What if the Russians, North Koreans, Iranians or Mother Nature were to jam GPS satellites?

An interesting question posed in a WSJ commentary …

Answer: We’d be in deep yogurt … and it just wouldn’t be an inability to drive to an unfamiliar destination.

To that point, according to the Department of Homeland Security has identified “18 Critical Infrastructure and Key Resource sectors” … and, 15 of the 18 are GPS-reliant.

That makes sense since the satellite-based Global Positioning System was built primarily for U.S. military ops and then repurposed to civilian applications air traffic control, weather monitoring and precise time-synchronization.

For background, according to NASA:

The Global Positioning System is a United States space-based radionavigation system that helps pinpoint a three dimensional position to about a meter of accuracy (for example latitude, longitude and altitude) and provide nano-second precise time anywhere on Earth.

GPS is currently comprised of a constellation of 24 US government satellites flying in six orbital planes … circling about 12,550 miles above the Earth … monitored by an extensive network of land-based receiving stations.


So, what’s our Plan B if the satellite-based GPS system goes down?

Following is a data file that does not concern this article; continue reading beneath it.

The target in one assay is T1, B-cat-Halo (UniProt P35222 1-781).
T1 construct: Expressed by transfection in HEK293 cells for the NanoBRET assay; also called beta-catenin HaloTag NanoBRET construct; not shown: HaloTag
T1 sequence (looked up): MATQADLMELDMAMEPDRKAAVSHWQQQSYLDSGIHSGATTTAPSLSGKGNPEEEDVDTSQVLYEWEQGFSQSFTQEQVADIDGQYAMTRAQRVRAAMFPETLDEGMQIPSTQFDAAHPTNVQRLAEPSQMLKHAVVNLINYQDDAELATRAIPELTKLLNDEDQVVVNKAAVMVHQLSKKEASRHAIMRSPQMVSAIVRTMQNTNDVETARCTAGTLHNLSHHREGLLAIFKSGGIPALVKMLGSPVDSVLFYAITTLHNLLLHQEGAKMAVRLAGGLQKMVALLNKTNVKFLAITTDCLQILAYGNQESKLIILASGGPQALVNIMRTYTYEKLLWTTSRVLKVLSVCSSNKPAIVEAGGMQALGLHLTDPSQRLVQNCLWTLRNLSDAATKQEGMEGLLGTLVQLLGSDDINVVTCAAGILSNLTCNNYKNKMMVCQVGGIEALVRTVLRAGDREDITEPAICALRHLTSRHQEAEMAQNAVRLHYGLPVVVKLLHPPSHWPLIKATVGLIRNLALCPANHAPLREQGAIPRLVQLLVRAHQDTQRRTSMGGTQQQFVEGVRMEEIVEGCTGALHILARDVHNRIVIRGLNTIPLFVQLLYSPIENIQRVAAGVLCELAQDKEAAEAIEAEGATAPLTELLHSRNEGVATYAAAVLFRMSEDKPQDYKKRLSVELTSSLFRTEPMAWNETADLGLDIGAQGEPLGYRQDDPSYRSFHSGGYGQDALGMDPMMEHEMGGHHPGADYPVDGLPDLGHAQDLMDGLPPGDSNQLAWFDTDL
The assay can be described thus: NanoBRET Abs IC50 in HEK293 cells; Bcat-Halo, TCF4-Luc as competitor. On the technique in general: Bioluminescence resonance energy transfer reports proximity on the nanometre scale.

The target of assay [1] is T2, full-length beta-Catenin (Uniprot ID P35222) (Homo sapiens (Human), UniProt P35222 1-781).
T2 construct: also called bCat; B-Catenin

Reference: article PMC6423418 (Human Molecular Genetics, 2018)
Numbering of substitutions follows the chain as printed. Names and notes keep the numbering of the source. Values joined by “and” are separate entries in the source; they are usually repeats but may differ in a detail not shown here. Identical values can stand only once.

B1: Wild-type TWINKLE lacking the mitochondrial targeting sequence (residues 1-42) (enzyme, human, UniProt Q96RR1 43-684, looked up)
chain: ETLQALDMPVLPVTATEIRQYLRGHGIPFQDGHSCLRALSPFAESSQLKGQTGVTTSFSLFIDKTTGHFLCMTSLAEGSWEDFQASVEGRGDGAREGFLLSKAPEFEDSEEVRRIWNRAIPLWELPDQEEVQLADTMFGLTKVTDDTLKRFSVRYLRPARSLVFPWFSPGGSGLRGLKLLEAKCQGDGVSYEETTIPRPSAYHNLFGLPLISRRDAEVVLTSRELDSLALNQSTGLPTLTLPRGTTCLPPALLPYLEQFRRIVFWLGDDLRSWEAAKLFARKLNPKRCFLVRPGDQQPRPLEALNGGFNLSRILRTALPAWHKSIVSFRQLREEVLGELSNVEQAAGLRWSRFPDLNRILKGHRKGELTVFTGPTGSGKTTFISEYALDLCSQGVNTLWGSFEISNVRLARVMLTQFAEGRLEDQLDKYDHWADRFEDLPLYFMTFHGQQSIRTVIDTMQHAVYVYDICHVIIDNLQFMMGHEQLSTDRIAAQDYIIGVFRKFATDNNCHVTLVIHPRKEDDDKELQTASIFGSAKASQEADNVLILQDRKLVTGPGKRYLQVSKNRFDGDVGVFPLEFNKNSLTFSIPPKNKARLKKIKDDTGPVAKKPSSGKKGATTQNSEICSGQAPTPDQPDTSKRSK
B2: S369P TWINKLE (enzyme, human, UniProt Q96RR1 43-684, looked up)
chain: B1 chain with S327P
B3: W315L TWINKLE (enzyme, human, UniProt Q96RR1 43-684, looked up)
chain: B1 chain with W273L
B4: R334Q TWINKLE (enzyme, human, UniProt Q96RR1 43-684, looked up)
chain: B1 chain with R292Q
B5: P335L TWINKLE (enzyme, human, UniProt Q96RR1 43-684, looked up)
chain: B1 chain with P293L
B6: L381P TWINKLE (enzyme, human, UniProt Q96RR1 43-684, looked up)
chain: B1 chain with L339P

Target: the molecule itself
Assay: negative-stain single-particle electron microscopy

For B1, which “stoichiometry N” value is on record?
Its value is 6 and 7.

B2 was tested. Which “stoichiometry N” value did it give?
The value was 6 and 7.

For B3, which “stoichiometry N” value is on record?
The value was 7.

The WSJ authors suggest dusting off and upgrading an existing land-based navigation system:

The good news is that a land-based navigation system, known as Loran, already exists and was used by the U.S. Coast Guard for years.

But President Obama declared Loran obsolete in 2009, and Congress pulled funding for it.

That was incredibly shortsighted.

Loran is a great backup system because its signals would be difficult to jam and it would be less exposed to celestial events (think: solar storms) and enemy take-downs.

Congress is considering a bill (The Department of Homeland Security Authorization Act) that would revive and enhance Loran into a highly reliable, ground-based backup system that would be less vulnerable than GPS satellites.

I figure that – in these perilous time when enemy actors seem to be out-smarting us – it wouldn’t hurt to have a Plan B … even if it is one that relies on  dependably “classic” technology.

And frankly, I’d prioritize a system to back-up GPS higher than a bullet-train running from Anaheim to Las Vegas (which, incidentally, got funded as part of the 2009 Economic Recovery Act).



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